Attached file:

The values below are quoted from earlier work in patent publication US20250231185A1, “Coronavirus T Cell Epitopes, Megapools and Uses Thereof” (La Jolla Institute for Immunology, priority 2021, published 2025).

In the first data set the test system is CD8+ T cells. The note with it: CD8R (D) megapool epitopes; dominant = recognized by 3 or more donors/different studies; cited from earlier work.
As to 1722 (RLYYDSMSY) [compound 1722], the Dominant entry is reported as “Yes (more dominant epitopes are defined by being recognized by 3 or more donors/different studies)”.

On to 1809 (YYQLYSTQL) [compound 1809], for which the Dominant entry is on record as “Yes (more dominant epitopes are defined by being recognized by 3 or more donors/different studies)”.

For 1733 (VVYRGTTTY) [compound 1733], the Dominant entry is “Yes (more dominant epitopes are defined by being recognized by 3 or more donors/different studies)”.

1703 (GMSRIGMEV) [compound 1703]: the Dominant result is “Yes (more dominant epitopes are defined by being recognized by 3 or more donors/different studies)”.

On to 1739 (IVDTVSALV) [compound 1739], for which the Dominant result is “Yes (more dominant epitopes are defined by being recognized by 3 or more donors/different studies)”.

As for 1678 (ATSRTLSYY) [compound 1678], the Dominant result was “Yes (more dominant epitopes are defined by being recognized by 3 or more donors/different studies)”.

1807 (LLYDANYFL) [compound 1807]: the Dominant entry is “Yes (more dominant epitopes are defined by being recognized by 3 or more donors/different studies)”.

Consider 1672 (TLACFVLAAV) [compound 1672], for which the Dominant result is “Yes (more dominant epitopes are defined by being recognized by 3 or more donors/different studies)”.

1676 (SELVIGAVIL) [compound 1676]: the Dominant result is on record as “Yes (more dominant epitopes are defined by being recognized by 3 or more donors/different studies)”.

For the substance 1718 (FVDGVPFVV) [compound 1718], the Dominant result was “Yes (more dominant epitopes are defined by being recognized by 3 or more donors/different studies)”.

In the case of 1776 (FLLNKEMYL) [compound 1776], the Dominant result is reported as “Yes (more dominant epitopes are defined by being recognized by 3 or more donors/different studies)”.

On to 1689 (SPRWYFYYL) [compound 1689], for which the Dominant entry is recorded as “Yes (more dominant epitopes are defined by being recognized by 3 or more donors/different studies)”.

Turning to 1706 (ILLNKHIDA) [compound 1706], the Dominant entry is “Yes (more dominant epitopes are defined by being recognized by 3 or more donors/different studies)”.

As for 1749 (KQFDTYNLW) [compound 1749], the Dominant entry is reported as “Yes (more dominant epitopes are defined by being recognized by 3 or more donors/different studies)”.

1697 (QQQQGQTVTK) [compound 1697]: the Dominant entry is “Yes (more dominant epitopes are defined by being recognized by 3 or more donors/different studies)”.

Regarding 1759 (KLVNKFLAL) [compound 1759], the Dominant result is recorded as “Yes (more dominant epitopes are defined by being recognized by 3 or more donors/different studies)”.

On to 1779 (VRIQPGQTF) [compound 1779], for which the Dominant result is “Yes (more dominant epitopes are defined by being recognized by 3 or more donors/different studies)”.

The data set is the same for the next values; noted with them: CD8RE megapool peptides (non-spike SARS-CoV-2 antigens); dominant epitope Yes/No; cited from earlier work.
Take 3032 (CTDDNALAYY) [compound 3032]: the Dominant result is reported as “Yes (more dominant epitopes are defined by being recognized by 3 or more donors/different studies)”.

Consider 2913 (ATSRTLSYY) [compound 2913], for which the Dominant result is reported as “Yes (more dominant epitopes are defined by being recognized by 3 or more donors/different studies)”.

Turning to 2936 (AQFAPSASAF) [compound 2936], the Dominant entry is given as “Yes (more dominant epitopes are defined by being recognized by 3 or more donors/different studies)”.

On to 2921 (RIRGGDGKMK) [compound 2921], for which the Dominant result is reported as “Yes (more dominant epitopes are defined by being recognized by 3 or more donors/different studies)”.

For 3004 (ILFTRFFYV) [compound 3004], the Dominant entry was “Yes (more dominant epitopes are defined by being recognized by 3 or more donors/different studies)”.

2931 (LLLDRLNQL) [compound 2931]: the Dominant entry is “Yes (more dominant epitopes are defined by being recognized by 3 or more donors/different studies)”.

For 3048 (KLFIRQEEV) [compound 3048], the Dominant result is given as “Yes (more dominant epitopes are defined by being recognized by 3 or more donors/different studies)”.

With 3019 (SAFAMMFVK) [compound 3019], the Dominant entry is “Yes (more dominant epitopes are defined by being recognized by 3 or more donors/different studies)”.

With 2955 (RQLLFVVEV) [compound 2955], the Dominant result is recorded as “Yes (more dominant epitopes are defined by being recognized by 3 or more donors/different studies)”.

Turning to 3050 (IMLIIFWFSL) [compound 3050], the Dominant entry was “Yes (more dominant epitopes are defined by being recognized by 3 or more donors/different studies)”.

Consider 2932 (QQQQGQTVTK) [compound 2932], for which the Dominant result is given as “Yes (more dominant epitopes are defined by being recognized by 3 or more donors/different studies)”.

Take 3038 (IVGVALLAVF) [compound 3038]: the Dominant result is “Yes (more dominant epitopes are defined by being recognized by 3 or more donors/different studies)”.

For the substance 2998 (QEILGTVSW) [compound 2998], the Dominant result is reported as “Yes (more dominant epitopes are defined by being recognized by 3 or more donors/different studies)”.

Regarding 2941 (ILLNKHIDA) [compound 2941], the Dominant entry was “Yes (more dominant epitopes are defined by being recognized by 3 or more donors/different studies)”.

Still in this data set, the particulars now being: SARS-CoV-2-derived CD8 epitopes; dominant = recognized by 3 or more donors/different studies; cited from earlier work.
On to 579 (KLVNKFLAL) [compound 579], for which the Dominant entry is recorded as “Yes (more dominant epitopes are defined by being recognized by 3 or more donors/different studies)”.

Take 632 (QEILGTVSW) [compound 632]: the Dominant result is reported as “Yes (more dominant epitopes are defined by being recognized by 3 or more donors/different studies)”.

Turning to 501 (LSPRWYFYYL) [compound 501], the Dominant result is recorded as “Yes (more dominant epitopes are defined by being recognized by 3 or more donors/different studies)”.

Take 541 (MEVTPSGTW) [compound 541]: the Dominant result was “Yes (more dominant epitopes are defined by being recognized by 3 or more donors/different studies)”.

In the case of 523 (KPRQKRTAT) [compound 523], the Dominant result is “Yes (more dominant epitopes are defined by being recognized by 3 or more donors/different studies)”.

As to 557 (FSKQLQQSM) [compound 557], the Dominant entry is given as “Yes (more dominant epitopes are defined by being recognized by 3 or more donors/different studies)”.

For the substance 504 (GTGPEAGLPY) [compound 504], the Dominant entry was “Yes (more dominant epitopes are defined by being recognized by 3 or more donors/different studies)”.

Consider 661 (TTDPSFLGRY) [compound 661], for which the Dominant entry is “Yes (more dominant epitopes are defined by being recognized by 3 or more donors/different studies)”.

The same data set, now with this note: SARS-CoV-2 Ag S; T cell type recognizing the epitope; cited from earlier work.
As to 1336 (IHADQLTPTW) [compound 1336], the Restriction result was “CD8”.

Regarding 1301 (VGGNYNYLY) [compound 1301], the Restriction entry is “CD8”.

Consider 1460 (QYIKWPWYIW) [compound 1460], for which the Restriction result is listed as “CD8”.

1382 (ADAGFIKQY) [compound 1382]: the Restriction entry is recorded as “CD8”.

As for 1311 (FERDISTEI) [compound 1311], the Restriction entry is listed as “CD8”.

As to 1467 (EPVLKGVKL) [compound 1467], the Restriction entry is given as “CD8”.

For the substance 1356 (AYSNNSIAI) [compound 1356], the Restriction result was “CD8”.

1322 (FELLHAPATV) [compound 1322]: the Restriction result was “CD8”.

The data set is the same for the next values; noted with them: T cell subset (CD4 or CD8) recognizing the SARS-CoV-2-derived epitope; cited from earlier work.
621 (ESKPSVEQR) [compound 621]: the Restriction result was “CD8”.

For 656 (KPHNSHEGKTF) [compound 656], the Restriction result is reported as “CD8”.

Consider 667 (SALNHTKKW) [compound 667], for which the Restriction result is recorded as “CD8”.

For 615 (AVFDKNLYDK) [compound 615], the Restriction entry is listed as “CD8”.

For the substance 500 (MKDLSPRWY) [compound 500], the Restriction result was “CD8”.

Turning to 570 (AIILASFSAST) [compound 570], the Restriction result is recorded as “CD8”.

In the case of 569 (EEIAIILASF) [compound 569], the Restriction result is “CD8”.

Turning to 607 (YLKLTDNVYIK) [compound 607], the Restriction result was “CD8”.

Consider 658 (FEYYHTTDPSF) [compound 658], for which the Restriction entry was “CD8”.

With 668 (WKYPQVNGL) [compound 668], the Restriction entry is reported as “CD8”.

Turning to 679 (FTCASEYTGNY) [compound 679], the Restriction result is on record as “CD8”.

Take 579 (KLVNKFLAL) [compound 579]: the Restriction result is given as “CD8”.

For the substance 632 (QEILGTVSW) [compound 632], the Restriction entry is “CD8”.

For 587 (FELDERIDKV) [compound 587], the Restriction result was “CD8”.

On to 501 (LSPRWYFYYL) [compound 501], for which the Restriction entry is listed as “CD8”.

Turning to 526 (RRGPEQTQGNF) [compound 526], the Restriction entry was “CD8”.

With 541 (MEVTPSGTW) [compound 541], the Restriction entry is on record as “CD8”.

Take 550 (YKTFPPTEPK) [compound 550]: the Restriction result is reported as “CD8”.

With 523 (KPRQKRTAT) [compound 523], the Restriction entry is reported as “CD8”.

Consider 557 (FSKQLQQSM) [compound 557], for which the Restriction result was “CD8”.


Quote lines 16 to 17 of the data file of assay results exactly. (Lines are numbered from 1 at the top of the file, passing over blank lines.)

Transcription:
As for 1749 (KQFDTYNLW) [compound 1749], the Dominant entry is reported as “Yes (more dominant epitopes are defined by being recognized by 3 or more donors/different studies)”.

1697 (QQQQGQTVTK) [compound 1697]: the Dominant entry is “Yes (more dominant epitopes are defined by being recognized by 3 or more donors/different studies)”.